The Richards Group made headlines, again, last week for hiring a diversity consultant to help the agency get to a better place on the diversity, equity and inclusion front.
The fact that development made headlines is somewhat telling about the work ahead of Adland in making its workforce and culture more diverse and equitable.
Of course, also telling in that regard were the low diversity workforce numbers released last summer by most of the holding companies and many agencies. People of color and other minority groups are vastly underrepresented in the advertising workforce.
Once those numbers improve, you’ll see Adland doing a much better job of presenting realistic work that connects to more constituencies than brands even knew they had.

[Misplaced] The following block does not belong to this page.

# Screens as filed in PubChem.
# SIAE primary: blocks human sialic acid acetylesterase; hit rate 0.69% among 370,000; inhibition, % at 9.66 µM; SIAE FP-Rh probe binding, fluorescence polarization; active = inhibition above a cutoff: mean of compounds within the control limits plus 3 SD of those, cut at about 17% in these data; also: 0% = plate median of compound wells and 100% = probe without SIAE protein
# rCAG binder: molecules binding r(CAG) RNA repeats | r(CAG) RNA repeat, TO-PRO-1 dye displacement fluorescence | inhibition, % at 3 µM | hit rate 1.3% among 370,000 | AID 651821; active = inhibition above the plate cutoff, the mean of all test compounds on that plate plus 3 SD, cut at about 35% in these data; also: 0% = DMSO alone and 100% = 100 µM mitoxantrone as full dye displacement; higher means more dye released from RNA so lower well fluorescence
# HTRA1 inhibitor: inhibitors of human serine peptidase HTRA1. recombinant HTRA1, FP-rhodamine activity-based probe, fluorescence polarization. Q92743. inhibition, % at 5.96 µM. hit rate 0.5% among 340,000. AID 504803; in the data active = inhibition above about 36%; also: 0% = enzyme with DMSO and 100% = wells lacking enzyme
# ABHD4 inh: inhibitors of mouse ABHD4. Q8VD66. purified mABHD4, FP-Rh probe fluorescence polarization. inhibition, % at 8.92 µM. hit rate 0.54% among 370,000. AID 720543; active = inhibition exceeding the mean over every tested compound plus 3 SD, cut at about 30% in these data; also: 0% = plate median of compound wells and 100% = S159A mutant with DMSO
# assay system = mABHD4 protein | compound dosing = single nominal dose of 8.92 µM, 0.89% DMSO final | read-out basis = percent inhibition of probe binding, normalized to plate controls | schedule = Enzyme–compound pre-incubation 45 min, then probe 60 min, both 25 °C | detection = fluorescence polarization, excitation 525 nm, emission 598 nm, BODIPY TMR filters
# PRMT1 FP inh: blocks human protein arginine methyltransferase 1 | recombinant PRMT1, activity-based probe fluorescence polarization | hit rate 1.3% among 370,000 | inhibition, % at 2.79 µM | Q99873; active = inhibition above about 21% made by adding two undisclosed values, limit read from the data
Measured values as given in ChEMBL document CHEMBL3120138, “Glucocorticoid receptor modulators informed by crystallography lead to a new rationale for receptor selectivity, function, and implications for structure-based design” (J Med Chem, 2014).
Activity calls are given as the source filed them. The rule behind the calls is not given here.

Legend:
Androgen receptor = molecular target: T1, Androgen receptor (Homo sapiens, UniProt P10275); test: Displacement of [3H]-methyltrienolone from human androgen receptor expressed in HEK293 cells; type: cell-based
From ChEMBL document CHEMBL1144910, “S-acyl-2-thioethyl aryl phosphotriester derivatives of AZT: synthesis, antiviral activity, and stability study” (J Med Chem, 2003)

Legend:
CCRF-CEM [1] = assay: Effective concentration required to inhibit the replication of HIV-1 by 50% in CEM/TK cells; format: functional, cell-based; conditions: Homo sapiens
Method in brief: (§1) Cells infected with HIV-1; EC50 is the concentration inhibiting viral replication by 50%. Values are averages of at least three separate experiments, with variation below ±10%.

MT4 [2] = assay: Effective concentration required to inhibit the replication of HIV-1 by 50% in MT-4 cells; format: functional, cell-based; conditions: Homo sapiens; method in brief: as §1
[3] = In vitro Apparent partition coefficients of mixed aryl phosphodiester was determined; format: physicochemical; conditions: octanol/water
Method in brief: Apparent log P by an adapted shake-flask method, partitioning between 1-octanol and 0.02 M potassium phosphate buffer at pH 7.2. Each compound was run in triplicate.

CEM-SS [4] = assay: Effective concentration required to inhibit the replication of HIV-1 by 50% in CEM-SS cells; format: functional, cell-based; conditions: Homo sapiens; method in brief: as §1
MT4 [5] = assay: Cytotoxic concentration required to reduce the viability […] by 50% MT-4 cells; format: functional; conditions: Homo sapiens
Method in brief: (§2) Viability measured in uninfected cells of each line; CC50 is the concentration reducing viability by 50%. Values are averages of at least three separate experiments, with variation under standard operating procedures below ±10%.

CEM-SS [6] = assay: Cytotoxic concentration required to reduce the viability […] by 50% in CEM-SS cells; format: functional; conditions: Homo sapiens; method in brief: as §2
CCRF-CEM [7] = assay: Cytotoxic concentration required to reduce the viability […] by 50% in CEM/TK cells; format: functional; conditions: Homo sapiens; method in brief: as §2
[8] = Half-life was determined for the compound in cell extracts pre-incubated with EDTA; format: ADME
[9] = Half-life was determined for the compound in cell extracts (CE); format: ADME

As you’ll recall, Richards learned the hard way a few months back that it needed a diversity overhaul, given comments from its founder about then-client Motel 6, the work being presented at a pitch meeting (“too Black”) and the client’s customer base, which Richards deemed racist and intolerant.
Offensive on so many levels. But it seems like the agency is trying to take steps to be anti-racist, the first big step being Stan Richards stepping down.
Other agencies are no doubt considering their own cultures and DEI efforts in the wake of all that has happened this year on that front in business and the broader society.
There have been so many false starts and paid lip service to DEI in this industry over the years. I’m hopeful this time will be different.